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Predator Friends

October 27, 2019
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By Garth Brown

Farms are ecosystems, though it’s not particularly common to think of them as such. The great plains used to be tallgrass prairie and massive herds of buffalo, and now its covered in corn and soybeans. Both of these are communities of plants and animals, its just that the prairie supported thousands of species, while the current duoculture model aims to support just two, even if it can’t quite achieve this goal. A central principle of farming the way I do is that the borders between wild and domestic should be a lot more porous, that relationships between farmed and unfarmed land should be symbiotic rather than antagonistic, that there should be more diversity, not less. Nothing challenges this idea quite like predators.

I’ve been incredibly lucky with them. Aside from losing a few chickens to a weasel five years ago, and an ongoing skirmish with some intransigent skunks, I haven’t had many problems. Yet it’s impossible not to think about what might happen to my animals when I see a huge eagle sitting in a tree and realize how easily it could kill a young lamb, or when I hear the ghostly yipping and howling of coyotes, which have a strange way of sounding very distant and then suddenly very close.

It’s one thing to create habitat for songbirds and squirrels, but it’s quite another to provide a meal to the great horned owl who lives back in the gorge, especially since it’s unlikely to be a one time occurrence; animals aren’t stupid, and when they find an easy source of food they rarely abandon it until it’s exhausted. So one chicken dinner is likely to foretell a dozen more.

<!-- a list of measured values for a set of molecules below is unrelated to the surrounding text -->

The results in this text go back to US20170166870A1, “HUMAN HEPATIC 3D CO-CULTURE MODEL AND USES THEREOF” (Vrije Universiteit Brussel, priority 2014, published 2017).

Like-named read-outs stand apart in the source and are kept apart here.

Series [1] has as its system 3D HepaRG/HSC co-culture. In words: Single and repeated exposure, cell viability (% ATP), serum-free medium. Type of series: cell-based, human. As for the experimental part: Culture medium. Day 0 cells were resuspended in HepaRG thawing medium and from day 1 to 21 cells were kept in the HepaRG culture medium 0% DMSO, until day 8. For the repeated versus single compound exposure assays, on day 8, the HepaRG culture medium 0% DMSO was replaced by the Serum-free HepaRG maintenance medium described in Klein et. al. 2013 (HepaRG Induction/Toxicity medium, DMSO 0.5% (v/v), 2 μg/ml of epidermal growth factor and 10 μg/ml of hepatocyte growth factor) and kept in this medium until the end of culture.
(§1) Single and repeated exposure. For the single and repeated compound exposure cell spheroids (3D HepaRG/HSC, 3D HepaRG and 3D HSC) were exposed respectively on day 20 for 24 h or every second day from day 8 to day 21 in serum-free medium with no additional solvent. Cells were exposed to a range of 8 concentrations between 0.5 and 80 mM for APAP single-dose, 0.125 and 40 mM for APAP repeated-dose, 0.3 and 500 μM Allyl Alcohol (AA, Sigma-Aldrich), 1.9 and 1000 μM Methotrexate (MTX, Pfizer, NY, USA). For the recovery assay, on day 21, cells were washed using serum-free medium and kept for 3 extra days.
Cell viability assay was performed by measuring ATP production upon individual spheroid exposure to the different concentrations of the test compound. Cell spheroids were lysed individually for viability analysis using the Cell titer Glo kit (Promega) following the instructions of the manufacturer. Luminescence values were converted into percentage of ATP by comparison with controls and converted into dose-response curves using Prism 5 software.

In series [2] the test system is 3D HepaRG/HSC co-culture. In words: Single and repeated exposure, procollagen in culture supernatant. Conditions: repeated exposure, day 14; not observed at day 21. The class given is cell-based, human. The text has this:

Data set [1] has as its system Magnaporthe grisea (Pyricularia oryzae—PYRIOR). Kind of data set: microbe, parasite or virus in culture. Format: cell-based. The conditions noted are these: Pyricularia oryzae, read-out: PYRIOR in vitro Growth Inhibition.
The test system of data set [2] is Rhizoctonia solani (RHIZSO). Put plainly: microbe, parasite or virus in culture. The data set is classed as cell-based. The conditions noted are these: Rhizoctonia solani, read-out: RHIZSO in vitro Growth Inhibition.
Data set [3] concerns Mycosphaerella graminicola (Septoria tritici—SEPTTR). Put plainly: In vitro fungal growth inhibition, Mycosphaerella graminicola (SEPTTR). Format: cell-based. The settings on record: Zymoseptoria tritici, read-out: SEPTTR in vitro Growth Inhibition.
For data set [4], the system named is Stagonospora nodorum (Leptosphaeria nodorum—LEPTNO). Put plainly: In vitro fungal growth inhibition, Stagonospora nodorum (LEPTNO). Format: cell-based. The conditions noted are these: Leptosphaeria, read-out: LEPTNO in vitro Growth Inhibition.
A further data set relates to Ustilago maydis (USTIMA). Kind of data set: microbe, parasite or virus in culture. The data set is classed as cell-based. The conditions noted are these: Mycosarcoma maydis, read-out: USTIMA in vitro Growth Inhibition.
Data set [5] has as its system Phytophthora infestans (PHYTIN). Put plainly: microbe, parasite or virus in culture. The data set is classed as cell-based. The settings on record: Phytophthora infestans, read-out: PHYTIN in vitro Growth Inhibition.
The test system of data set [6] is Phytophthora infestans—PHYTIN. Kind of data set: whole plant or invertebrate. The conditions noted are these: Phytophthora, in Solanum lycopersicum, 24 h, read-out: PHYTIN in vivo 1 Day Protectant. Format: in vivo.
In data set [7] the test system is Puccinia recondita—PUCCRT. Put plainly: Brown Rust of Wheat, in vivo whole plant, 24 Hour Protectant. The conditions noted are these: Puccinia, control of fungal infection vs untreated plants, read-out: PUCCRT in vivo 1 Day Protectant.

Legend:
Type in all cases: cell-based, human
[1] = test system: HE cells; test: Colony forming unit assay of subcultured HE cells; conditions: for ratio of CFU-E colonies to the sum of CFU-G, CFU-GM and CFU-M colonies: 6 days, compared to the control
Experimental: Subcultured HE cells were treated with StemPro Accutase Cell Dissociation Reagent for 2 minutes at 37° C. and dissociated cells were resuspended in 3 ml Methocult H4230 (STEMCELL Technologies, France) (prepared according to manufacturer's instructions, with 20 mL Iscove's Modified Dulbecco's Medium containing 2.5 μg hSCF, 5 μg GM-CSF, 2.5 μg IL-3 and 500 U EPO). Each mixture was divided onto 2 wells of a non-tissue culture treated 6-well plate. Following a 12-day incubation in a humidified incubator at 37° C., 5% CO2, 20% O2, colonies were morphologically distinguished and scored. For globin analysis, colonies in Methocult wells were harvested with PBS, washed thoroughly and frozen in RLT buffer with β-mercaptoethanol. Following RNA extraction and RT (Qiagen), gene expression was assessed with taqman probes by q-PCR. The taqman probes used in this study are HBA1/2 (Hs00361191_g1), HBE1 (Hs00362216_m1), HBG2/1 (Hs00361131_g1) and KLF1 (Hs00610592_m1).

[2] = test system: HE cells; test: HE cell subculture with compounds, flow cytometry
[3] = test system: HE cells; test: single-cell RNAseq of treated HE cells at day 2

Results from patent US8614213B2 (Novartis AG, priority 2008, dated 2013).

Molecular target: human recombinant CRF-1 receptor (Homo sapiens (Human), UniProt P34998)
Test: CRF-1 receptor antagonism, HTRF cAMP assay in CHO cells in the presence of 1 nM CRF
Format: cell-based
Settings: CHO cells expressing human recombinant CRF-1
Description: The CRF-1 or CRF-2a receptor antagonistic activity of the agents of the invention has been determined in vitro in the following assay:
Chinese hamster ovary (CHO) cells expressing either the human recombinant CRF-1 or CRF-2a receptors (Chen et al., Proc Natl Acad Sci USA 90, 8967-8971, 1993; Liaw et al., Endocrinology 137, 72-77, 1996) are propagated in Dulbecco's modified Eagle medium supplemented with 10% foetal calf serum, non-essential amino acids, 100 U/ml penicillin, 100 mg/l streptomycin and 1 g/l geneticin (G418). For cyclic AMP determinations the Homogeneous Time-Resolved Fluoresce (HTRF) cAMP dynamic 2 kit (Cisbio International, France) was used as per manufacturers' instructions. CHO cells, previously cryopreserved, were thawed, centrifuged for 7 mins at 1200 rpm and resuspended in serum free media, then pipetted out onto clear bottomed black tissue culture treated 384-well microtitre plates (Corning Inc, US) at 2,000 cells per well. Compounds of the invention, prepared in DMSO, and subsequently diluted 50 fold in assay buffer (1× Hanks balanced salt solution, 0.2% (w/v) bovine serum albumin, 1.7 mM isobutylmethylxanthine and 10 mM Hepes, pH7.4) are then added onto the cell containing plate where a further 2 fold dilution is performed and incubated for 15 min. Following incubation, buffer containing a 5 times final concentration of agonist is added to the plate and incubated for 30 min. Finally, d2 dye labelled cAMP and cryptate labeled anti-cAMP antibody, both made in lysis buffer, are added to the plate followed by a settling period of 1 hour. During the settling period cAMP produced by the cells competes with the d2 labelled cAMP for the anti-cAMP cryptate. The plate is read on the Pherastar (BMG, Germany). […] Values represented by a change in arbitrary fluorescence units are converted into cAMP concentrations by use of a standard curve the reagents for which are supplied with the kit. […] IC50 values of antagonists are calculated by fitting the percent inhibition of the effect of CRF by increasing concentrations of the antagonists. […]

The best tool I have is electric fencing. The right kind of it is almost as good at keeping wild animals out as keeping domestic animals in. Last year there were plenty of foxes around, and I’m sure they all knew right where to find the chickens, but a good shock to the snout dissuaded them. If it became necessary I could bring in guard dogs or even a guard donkey, which work in some situations. (One idea I have is that keeping my sheep and cows together so much of the year discourages coyotes. Guard cattle?)

But as I say, I’ve been lucky, and so this remains theoretical. I want there to be plenty of room for weasels and eagles and bear and coyotes, and I even hope mountain lions will somehow return to this area to help control the deer population. With all the wild animals that share my land I aim to find an accommodation. But I also recognize that my feelings might be very different if I had a determined carnivore slowly eating its way through my herd - it’s easy to have the purest ideals when they aren’t being challenged by reality.

Photo Credit: Garth Brown

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